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Seattle by David-Edward Hughes

Q is for Quality in sparkling Avenue Q Tour at the Paramount

Avenue Q
The wait is over, and Avenue Q fans can rejoice that this underdog Best Musical Tony Award winner of 2004 has finally made it to Seattle. Though its countless charms would have been best served by an extended run at the smaller, funkier Moore theatre (the closest legit house Seattle has to the Golden where the Broadway company plays in NYC), this little show that could fares better than similar smaller shows (i.e. Spelling Bee and Urinetown) have at the much larger Paramount. Best news of all, the tour cast is an excellent one and the show's Tony winning book, music and lyrics remain as fresh and sassy as ever!

Book writer Jeff Whitty's raunchy and witty script (conceived by the show's songwriters Robert Marx and Jeff Lopez) is set in a fictitious outer NYC borough, which might be best described as the Bizarro "Sesame Street." Peopled with mostly twenty to early thirty-somethings, Avenue Q welcomes its newest resident puppet Princeton (voiced and manipulated by the spirited and adroit Robert McClure) who has just received his BA in English and is looking for his "Purpose" in life. He quickly becomes enamored of budding school teacher Kate Monster (adorable Kelli Sawyer), who is equally smitten. The path of their true love does not run smooth, thanks largely to another woman, the vampy Lucy the Slut (also Sawyer) and a pair of cutesy but troublemaking "Bad Idea" Bears (hilarious Minglie Chen and David Benoit) who lead the hero and heroine astray. The main secondary plotline concerns Q's answer to Bert and Ernie, closeted gay Republican Rod (McClure again) and his straight roommate Nicky. Rod pines for a romance with Nicky, but, though Nicky feels "If You Were Gay, That Would Be Ok," he just isn't interested in Rod that way. This leads Rod into therapy sessions with Asian American neighbor Christmas Eve (sassy Jennie Kwan on for Angela Ai) and, for a time, Rod kicks Nicky out of the apartment. Both relationships are salvaged, even if as the closing song says, it is only "For Now."

I haven't even mentioned Trekkie Monster (also enacted by Benoit) who brings down the house with his big number "The Internet is For Porn"; landlord Gary Coleman (yes, that Gary Coleman), played to perfection by Danielle K. Thomas; and Christmas Eve's slacker mate Brian (played opening night by swing Cullen R. Titmas).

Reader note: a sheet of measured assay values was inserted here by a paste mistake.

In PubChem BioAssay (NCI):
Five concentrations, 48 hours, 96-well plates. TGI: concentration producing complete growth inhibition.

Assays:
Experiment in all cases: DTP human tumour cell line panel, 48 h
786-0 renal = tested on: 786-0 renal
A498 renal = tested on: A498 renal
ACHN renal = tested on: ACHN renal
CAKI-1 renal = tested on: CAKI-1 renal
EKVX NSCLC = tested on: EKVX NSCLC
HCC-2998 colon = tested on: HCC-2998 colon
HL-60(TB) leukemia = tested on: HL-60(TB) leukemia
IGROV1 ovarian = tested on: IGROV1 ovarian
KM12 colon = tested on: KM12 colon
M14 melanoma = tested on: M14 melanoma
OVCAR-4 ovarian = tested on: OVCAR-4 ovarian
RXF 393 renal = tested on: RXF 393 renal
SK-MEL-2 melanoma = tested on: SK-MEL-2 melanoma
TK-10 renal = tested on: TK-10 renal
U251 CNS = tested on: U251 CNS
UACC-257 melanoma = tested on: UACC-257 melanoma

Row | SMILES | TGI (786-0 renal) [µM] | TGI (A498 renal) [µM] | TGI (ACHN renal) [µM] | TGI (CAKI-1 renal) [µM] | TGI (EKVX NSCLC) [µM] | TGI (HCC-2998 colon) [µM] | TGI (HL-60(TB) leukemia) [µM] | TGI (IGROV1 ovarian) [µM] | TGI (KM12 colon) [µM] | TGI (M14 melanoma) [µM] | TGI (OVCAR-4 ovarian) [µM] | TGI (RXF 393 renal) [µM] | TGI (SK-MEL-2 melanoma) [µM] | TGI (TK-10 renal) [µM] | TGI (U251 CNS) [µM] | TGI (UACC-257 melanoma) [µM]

Lopez and Marx's score is by far the cleverest and one of the most tuneful of the new millennium. They can create a relatively straight ballad of emotional regret like "There's A Fine, Fine Line," a mock torch song that is anything but PC ("The More You Ruv Someone"), wistful charm songs ("I Wish I Could Go Back to College"), and the uniquely hilarious "Schadenfreude." Jason Moore's tight, clean and witty direction and Ken Roberson's spot on choreography are replicated superbly in this touring version. (Moore will be represented again in Seattle this summer as director of the highly anticipated Shrek-The Musical. Based on his Q work, he's the right man for the job.)

The charm and wit of Anna Louizos' perfectly observed set doesn't get lost on the large Paramount stage, and Howell Binkley's lighting design accents it perfectly. Mirena Rada's costumes are just right, and of course a huge hand for the amazing puppet designs by original Q cast member Rick Lyons.

A decent but sadly not full house gave Avenue Q a spontaneous standing ovation at the performace I attended. It is well deserved, and I can't wait to see what Marx and Lopez, as well as Whitty, come up with next. It sucks to wait boys, so hurry up!

Avenue Q runs through June 22, 2008 at the Paramount Theatre, 9th & Pine in downtown Seattle. For more information go online at www.theparamount.com.


Photo: Carol Rossegg



- David Edward Hughes



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